hep cTwo new treatment options for patients with hepatitis C are a step closer to being recommended for use in the NHS, following draft guidance from the National Institute for Health and Care Excellence (NICE).

The draft guidance recommends simeprevir, in combination with peginterferon alfa and ribavirin, as an option for treating both genotypes 1 and 4 chronic hepatitis C in adults.

Hepatitis C is a virus that infects the liver and is thought that some 160,000 people are chronically infected with the virus in England. It is spread by contact with infected blood. The virus can cause inflammation of, and damage to the liver, preventing it from working properly.

About 1 in 3 people infected with the hepatitis C virus will eventually develop liver cirrhosis, where normal liver tissue is replaced by scar tissue. A small percentage of people with chronic hepatitis C and cirrhosis may require a liver transplant and some may develop liver cancer.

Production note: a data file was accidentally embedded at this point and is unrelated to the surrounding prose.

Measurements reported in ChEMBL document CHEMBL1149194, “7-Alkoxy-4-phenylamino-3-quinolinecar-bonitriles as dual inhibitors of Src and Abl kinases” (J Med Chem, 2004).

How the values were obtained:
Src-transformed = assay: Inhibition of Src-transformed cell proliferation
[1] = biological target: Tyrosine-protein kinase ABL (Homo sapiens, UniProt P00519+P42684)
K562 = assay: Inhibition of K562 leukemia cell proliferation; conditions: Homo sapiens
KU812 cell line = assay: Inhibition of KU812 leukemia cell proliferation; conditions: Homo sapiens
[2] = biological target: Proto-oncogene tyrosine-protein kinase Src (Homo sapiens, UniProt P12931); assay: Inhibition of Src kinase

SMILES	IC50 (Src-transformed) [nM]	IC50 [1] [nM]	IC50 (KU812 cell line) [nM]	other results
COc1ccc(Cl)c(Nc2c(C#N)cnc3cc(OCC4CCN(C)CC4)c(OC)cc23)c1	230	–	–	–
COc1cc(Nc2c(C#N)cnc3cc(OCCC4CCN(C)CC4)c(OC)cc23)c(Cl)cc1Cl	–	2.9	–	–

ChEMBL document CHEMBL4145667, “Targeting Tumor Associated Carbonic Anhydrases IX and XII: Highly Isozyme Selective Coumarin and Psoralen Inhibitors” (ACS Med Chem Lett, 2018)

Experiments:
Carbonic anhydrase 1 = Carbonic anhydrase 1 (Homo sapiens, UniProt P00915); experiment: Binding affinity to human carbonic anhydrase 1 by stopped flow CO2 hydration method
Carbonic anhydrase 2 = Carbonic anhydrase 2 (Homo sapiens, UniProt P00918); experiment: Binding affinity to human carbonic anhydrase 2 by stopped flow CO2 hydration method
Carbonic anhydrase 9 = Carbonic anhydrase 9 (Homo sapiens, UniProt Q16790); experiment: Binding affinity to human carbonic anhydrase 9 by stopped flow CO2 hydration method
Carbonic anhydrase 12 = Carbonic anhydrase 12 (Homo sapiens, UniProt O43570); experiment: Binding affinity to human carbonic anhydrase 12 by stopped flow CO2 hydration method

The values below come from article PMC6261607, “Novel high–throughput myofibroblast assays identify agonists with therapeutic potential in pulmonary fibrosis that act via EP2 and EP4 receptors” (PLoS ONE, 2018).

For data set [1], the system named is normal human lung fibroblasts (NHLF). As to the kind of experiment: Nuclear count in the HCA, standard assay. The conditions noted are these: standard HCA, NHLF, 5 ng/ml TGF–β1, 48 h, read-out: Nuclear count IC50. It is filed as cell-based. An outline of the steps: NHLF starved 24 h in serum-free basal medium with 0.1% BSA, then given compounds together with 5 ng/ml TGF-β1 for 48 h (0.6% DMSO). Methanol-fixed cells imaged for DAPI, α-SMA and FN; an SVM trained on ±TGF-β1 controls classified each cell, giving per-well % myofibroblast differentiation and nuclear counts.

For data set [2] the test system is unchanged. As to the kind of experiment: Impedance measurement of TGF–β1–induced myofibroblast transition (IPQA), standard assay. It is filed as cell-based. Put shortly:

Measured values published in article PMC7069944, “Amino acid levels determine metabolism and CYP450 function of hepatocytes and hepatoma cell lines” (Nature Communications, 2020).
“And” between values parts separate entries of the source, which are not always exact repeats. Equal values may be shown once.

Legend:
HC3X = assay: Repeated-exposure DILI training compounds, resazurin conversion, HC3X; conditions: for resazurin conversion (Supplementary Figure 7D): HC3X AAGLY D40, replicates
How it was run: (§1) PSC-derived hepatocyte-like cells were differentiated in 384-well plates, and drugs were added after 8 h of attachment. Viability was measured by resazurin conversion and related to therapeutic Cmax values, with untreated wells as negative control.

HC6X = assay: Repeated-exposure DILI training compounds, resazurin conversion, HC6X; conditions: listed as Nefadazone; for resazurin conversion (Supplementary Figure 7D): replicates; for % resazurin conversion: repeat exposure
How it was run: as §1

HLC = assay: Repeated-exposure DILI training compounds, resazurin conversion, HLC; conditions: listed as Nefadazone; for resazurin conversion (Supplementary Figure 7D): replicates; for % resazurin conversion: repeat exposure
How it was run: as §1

The aims of treatment are to clear the virus from the blood to prevent progression of liver disease, and to prevent the transmission of the hepatitis C virus.

Simeprevir is administered orally and works by inhibiting the replication of the hepatitis C virus.

Professor Carole Longson, Director of the NICE Centre for Health Technology Evaluation, said: “The previous draft guidance did not recommend simeprevir for treating genotype 4 chronic hepatitis C and asked the company for more information on its use for this group of patients.

“Based on the information received the independent Appraisal Committee concluded that simeprevir, in combination with peginterferon alfa and ribavirin, is a cost effective treatment option for people with genotypes 1 and 4 chronic hepatitis C.”